I am an independent in many ways including both politics and religion. Every now and then someone decides to take a swipe at me because they think that I pick and choose.
For example, I don't keep Kosher, but I would never drink a glass of milk with meat. There are other examples, but I don't want to make this post about me but about the mysteries of Judaism.
That is the term that I used when speaking with a friend about his kollel and their outreach program to unaffiliated Jews/Jews who are unhappy with their shul. But it really is most applicable to Jews who do not have a real strong Jewish education and their approach to Judaism.
What I mean by this is that Judaism is highly sophisticated and filled with layers and layers of ritual and for a lack of a better term obligations/responsibilities that we usually refer to as the 613 mitzvot.
Add to that the minhagim (customs) that have been acquired over the centuries and many people do not know whether the things that they do are based upon minhag or halacha and even if they do they often do not know why they are being asked to do them.
Consequently there are many mitzvot that are not followed because people do not feel/see the connection and or reason for them to do it. You cannot tell someone who does not know if they believe in G-d that this being/person/creature has commanded them to do anything and expect that they are just going to do it. And you especially cannot expect a thinking adult to engage without provding them with substance and reason for why they should do whatever it is you are asking them to do.
So what you end up with is a group of people who look at the mitzvot/commandments and see them as being optional. Earlier this week Mirty wrote about her feelings when she accidentally ate something that was treif. I thought that it was interesting because my heart tells me that I should be keeping Kosher but my brain says why.
My head wants to know what is the reason. What does it do? I already know that lightning will not come out of the sky and strike me down if I do not. I know that if I drive on Shabbos I am not going to be stoned. I know that if I commit an aveirah I am probably, more than likely going to be ok.
And what this means is that I have to search harder for a reason to stop my behavior and change. I need more than just because. I need something that speaks to me and thus far I haven't found it and I am someone who searches for answers.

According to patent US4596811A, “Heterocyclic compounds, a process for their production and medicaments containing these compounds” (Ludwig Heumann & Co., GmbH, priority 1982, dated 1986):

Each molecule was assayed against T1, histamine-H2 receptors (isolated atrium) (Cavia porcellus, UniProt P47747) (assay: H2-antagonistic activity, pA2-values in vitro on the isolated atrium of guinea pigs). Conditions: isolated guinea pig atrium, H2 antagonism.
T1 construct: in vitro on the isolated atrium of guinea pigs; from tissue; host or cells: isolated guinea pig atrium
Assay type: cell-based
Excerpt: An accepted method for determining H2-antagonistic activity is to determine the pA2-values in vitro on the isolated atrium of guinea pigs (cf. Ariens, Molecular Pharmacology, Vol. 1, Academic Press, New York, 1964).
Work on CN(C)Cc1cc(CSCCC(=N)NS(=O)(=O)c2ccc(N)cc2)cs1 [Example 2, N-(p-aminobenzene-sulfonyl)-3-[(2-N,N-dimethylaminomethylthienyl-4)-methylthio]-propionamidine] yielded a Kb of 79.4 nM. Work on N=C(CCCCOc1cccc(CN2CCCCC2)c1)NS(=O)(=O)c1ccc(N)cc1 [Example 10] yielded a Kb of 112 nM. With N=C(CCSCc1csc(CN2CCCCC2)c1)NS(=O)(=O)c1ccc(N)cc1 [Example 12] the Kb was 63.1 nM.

Take me out of the equation and go back to the person who has little to no background. Now stick them in shul and watch how many of them squirm because they do not understand what is going on, why we bow at some times and not at others. They stumble through mechayei meytim without any idea about the hours of thought and discussion that those words created, they do not understand what they do but go because of guilt.
I watch and listen because even though I can say that I received a solid Jewish education it has some holes in it and there are places that are more like gaps. I watch because this time of year is a huge struggle for me. It makes me crazy, I go meshugah because I feel like my heart and head are in two different places. My heart says to just go with the feeling, follow the passion and daven because it will take me to where I need to be and my head scoffs at this.
My head laughs at superstition and takes a simple position of trying to be a good person. Be a good person, teach your children, give back to your community and do what you can to be a mensch and everything will work out.
I'll go to shul and I'll wrestle with being there. I'll think about the streets of Yerushalayim and the hike I took in Yosemite. I'll go to the bathroom and be distracted by beautiful women, by watching the young children look up in awe at their parents and by the sound of people davening. I'll sit down and consider the mysteries of Judaism and ask myself how much I really know and realize that my depth of knowledge is good, but never enough. I'll shake my head and feel like I'll never be satisfied and then I'll sigh.
And in between and throughout all of it I'll come here and write a post that started out with a serious nature and just became a stream of consciousness and wonder if I really said anything or made sense to anyone.
The New Year is coming and I feel unsettled.
"When you're in jail, a good friend will be trying to bail you out. A best friend will be in the cell next to you saying, 'Damn, that was fun'." — Groucho Marx
Jewish Mysteries-Our Connection and The New Year
I wrote this for the Jewish Connection but thought that as part of my end of the year recap it merited another look.